In the case of learning management systems, the affordances are in favour of learning management rather than engaging and active teaching and learning, and features are prioritised over usability. Regardless of the amount of new paint thrown at it, the LMS is fundamentally an evolved all-encompassing student and educator-facing system of record. This is a recipe for alienating both educators and students, and ensuring that they use this core educational technology infrastructure only because they have to — and mainly for content management purposes.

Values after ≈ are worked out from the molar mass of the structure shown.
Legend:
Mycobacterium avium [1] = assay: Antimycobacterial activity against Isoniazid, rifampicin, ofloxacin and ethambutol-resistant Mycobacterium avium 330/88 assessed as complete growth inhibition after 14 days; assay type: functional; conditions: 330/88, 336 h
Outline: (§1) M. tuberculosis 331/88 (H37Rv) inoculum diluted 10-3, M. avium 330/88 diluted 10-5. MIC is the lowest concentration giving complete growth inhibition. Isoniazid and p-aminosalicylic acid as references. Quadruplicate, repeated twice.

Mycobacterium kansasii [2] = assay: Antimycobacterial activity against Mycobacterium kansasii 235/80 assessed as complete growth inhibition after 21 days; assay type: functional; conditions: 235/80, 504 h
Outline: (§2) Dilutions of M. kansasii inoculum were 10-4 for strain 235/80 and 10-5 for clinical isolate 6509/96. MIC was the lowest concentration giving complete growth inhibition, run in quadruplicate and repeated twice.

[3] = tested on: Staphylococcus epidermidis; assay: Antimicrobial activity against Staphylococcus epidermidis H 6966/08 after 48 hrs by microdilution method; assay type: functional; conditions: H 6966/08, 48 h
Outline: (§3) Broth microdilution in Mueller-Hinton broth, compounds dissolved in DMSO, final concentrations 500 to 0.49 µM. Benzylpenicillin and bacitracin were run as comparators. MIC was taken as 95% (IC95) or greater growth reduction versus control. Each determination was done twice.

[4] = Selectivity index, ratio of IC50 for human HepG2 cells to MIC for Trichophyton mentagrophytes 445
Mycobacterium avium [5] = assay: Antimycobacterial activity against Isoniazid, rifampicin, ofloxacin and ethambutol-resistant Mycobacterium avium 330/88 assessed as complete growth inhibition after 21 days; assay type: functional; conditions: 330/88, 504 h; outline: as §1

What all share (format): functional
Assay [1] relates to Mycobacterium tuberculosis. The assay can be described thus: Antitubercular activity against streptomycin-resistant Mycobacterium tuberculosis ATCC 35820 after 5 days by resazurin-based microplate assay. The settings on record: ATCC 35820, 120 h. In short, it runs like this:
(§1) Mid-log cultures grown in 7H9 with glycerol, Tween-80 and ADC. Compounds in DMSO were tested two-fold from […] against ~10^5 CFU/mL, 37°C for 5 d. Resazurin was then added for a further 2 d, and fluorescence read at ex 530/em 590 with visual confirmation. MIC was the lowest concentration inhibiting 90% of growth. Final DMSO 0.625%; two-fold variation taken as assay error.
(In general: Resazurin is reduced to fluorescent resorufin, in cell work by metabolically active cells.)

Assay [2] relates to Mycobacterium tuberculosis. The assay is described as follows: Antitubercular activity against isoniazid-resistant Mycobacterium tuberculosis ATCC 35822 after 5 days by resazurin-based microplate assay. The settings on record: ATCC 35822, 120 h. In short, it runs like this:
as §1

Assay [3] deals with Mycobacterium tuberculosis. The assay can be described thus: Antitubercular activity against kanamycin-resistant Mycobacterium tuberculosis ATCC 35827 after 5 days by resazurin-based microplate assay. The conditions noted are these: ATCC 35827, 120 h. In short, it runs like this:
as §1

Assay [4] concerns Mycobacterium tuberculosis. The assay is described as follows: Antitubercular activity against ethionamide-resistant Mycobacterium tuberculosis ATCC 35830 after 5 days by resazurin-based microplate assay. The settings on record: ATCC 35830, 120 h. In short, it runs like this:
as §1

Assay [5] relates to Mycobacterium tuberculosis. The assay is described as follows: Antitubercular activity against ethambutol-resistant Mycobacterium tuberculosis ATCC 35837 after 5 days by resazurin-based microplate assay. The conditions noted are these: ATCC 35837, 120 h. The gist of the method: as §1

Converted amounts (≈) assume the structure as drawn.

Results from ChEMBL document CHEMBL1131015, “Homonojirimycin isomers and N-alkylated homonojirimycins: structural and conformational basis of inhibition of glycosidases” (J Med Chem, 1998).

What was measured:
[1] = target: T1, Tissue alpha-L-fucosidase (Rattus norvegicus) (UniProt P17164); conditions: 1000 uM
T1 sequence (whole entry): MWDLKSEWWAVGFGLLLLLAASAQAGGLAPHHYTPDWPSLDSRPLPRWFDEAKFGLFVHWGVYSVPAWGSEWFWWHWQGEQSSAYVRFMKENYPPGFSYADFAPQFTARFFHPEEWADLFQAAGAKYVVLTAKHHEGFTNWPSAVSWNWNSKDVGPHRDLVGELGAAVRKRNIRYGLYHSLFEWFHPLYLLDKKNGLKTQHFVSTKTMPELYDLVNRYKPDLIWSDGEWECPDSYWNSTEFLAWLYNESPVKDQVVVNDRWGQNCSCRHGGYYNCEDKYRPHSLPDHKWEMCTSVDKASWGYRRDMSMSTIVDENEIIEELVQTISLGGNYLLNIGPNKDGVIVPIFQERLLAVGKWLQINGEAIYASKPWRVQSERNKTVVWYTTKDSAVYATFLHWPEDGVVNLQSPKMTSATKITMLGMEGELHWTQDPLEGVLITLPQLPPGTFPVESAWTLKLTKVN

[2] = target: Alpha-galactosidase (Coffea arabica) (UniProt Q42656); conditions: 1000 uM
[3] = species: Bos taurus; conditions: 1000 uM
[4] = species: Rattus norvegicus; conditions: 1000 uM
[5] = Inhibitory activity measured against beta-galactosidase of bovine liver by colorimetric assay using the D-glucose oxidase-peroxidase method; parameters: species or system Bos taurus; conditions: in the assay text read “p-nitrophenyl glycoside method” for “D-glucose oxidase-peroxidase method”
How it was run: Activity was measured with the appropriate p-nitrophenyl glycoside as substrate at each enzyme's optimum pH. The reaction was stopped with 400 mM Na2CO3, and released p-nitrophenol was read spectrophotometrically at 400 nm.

There is an evident need to challenge the core assumptions of the LMS. To seek a more human-friendly solution that starts with the fundamentals of active, inspiring and engaging teaching and learning in digital spaces rather than with administrative problems that are now easily solved by good databases and powerful APIs (the building blocks that allow one piece of software to communicate with another). Communication platforms, here defined broadly as platforms ‘driven’ by conversations including ‘hybrid interfaces’, have the potential to do exactly that.

 

Why communication?

The unique thing about communication platforms is that they largely solve the design trade-off between features and usability. A communication platform is inherently intuitive, almost ‘frictionless’: humans already know how to communicate by nature.